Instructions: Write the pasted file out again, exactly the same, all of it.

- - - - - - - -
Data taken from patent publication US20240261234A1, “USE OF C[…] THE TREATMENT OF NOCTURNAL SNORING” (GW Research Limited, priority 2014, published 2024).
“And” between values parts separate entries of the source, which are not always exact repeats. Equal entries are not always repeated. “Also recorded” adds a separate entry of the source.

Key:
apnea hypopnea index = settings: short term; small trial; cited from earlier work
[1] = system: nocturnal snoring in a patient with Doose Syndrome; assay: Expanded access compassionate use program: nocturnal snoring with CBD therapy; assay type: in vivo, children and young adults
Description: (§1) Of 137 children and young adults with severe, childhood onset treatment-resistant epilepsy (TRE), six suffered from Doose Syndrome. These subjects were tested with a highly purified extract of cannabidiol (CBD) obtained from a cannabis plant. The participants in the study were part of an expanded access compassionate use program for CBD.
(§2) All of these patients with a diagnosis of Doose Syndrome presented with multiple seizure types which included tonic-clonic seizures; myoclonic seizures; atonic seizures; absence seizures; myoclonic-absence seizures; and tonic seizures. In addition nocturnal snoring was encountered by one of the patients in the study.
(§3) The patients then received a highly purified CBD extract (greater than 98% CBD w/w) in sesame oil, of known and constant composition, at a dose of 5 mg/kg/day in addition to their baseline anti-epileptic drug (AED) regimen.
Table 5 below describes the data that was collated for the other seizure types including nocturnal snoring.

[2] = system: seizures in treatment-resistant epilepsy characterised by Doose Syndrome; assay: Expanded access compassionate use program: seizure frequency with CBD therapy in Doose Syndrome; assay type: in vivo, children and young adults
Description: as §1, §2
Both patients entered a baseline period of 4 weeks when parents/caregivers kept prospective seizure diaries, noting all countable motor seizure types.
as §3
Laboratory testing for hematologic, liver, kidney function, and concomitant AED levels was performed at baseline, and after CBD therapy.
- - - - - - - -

Data taken from patent publication US20240261234A1, “USE OF C[…] THE TREATMENT OF NOCTURNAL SNORING” (GW Research Limited, priority 2014, published 2024).
“And” between values parts separate entries of the source, which are not always exact repeats. Equal entries are not always repeated. “Also recorded” adds a separate entry of the source.

Key:
apnea hypopnea index = settings: short term; small trial; cited from earlier work
[1] = system: nocturnal snoring in a patient with Doose Syndrome; assay: Expanded access compassionate use program: nocturnal snoring with CBD therapy; assay type: in vivo, children and young adults
Description: (§1) Of 137 children and young adults with severe, childhood onset treatment-resistant epilepsy (TRE), six suffered from Doose Syndrome. These subjects were tested with a highly purified extract of cannabidiol (CBD) obtained from a cannabis plant. The participants in the study were part of an expanded access compassionate use program for CBD.
(§2) All of these patients with a diagnosis of Doose Syndrome presented with multiple seizure types which included tonic-clonic seizures; myoclonic seizures; atonic seizures; absence seizures; myoclonic-absence seizures; and tonic seizures. In addition nocturnal snoring was encountered by one of the patients in the study.
(§3) The patients then received a highly purified CBD extract (greater than 98% CBD w/w) in sesame oil, of known and constant composition, at a dose of 5 mg/kg/day in addition to their baseline anti-epileptic drug (AED) regimen.
Table 5 below describes the data that was collated for the other seizure types including nocturnal snoring.

[2] = system: seizures in treatment-resistant epilepsy characterised by Doose Syndrome; assay: Expanded access compassionate use program: seizure frequency with CBD therapy in Doose Syndrome; assay type: in vivo, children and young adults
Description: as §1, §2
Both patients entered a baseline period of 4 weeks when parents/caregivers kept prospective seizure diaries, noting all countable motor seizure types.
as §3
Laboratory testing for hematologic, liver, kidney function, and concomitant AED levels was performed at baseline, and after CBD therapy.